An Update On The Aboriginal Heritage Act Regime

As a result of the backlash in response to the Aboriginal Cultural Heritage Act 2021 (WA) (ACH Act), the Western Australian Government made the decision to repeal the ACH Act (despite it only being in force for 1 month) and revert back to the Aboriginal Heritage Act 1972 (AH Act) with some amendments.

The changes were designed to bolster the role of Aboriginal people in the section 18 consent process as well as modernise an outdated and out of touch piece of legislation. Whilst arguably the amendments significantly fall short of the due diligence processes and protection the ACH Act afforded Aboriginal cultural heritage, landowners should expect to be engaging in a due diligence process not dissimilar to that in the ACH Act in the context of section 18 applications.

This article provides high level overview of the key amendments to the AH Act, as well as practical implications of the Consultation Policy.

Key amendments

Transfer of section 18s

Historically under the AH Act, there was no ability to transfer an approval under section 18. The introduction of section 18B now allows for a section 18 consent to be transferred between landowners. This amendment effectively preserves an existing consent and allows for it to be amended to ensure it continues to have its intended effect. It should be noted that if a new landowner wishes to undertake the land use in a different manner, or location not anticipated by the original consent, then they will need to lodge a new section 18 notice.

Third party appeal rights

The previous AH Act provided a mechanism for an aggrieved landowner to apply to the State Administrative Tribunal (SAT) for a review of a section18 decision. That right did not extend to native title parties who may have been impacted by the same decision. Now, as a result of the amendments, section 18(5) provides that same mechanism to the native title party. Relevantly, the term ‘native title’ party now extends to a number of entities, and depending on the circumstances may include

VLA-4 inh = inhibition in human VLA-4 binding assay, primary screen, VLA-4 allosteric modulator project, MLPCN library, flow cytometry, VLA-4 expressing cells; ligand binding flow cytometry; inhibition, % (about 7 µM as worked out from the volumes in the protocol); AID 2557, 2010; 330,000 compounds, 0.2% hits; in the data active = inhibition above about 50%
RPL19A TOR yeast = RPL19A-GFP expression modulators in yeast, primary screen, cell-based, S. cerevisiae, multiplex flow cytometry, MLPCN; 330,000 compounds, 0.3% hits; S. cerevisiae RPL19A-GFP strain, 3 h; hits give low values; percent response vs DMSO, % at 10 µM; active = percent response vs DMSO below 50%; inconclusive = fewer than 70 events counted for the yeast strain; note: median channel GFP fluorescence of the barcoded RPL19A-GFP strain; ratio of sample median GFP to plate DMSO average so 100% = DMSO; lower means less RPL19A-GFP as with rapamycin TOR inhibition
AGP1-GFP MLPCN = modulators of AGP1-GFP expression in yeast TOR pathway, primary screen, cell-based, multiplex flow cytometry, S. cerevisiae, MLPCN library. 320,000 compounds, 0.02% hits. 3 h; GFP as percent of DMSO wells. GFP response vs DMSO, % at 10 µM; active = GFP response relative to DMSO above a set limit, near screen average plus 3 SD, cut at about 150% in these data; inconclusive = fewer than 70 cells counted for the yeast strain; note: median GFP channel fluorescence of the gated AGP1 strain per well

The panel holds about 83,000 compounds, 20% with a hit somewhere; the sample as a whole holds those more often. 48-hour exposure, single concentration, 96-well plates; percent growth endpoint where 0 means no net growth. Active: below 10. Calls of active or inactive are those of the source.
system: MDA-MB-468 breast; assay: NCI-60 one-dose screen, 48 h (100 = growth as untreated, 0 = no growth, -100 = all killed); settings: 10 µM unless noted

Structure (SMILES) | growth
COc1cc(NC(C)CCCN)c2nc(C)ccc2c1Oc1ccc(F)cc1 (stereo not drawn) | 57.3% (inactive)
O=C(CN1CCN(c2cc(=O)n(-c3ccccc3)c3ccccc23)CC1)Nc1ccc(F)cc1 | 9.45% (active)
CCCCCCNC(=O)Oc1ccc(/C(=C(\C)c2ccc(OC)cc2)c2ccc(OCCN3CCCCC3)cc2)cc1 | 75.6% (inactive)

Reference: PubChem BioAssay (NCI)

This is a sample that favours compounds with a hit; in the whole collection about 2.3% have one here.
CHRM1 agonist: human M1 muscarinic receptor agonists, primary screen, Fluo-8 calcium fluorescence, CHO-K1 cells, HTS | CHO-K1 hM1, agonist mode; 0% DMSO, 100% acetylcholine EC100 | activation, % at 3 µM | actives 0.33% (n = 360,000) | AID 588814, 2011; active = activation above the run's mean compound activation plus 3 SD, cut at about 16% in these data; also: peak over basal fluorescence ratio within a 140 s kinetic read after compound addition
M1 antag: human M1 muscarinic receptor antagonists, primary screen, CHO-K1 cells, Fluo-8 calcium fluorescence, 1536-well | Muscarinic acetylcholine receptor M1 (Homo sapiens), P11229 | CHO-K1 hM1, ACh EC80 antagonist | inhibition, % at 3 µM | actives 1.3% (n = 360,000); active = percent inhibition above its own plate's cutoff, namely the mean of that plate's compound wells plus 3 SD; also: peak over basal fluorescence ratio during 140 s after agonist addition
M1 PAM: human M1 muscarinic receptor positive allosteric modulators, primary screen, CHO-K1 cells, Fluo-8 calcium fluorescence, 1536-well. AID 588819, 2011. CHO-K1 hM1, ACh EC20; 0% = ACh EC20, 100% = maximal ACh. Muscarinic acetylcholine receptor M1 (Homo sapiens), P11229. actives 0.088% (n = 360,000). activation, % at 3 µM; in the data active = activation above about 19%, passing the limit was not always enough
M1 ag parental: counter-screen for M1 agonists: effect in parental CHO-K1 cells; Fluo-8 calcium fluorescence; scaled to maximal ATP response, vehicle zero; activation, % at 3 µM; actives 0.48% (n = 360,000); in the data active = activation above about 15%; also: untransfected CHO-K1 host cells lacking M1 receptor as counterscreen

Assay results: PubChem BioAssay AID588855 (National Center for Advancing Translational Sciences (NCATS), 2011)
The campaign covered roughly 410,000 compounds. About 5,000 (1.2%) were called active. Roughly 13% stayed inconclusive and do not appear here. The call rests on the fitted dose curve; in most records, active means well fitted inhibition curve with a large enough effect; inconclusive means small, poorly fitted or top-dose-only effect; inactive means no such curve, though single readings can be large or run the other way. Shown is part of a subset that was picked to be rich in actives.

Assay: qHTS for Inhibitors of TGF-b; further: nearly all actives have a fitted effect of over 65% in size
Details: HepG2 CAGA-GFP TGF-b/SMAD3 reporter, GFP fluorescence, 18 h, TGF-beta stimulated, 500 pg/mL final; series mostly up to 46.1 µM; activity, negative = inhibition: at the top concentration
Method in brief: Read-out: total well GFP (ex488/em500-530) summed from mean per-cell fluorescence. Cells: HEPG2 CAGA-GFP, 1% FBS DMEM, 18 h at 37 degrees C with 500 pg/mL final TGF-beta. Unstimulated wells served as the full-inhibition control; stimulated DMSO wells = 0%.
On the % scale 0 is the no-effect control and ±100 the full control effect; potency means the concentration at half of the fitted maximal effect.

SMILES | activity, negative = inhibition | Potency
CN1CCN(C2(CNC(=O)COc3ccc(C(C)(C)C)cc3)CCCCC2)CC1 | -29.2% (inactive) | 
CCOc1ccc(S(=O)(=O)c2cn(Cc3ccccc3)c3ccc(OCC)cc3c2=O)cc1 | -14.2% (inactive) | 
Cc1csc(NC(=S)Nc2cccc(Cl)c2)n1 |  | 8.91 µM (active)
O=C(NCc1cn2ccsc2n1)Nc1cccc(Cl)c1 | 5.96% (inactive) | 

• a regional corporation
  • a registered native title body corporate;
  • a registered native title claimant; or
  • a prescribed person or a person of a prescribed class.

Premiers call in-power

The Premier can now call in an application to SAT if the Premier considers that the application raises issues of State or regional importance.

New information provision

It is now a condition on all section 18 consents that the landowner must notify the Minister within 21 days (via the Acknowledge portal) of any new information about the Aboriginal site, that is subject to the consent. Importantly, this new information may relate to a new site, or an existing site. Some examples of ‘new information’ may include:

  • the age of a site; or
  • the significance or characteristics of the site; or
  • information that would mean section 5 of the AH Act now applies (where it previously didn’t at the time the consent was given).

The Minister may then, having regard to the general interest of the community, either:

  • amend the conditions to which the consent deals with;
  • revoke the consent;
  • revoke the consent and issue a new consent; or
  • confirm the consent.

Gag clauses are unlawful